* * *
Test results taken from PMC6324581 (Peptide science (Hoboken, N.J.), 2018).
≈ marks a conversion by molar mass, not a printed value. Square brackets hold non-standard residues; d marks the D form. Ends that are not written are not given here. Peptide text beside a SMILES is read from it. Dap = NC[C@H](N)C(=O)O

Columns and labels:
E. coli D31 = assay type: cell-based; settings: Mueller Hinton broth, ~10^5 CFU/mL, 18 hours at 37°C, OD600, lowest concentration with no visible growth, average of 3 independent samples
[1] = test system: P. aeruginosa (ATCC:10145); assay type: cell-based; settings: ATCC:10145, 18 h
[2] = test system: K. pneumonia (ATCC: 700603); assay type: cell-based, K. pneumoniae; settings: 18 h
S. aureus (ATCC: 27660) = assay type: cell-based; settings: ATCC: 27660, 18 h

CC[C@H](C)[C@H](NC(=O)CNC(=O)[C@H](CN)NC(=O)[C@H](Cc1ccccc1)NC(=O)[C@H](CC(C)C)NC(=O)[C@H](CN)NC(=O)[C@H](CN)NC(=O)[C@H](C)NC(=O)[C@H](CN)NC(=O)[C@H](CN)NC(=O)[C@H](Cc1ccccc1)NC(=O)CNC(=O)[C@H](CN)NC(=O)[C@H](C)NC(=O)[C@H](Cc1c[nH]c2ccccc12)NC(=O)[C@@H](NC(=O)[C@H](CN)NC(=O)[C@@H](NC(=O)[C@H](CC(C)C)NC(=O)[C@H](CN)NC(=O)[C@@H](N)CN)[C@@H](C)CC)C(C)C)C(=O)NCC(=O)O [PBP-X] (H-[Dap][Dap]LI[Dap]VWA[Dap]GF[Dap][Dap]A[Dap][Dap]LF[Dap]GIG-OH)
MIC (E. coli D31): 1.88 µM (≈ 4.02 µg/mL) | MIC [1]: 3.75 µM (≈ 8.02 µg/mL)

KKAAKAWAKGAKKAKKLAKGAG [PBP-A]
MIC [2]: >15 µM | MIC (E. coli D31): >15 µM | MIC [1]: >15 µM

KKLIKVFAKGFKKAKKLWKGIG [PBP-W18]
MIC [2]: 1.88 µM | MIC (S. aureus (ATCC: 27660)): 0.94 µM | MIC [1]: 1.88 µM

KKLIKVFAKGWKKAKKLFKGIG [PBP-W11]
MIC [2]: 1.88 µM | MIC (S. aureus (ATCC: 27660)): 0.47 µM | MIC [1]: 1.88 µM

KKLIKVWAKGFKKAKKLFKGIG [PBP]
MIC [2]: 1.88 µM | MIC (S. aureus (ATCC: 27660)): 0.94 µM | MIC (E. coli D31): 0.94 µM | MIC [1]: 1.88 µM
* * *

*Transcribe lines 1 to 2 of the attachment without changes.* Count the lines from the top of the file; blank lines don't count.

Test results taken from PMC6324581 (Peptide science (Hoboken, N.J.), 2018).
≈ marks a conversion by molar mass, not a printed value. Square brackets hold non-standard residues; d marks the D form. Ends that are not written are not given here. Peptide text beside a SMILES is read from it. Dap = NC[C@H](N)C(=O)O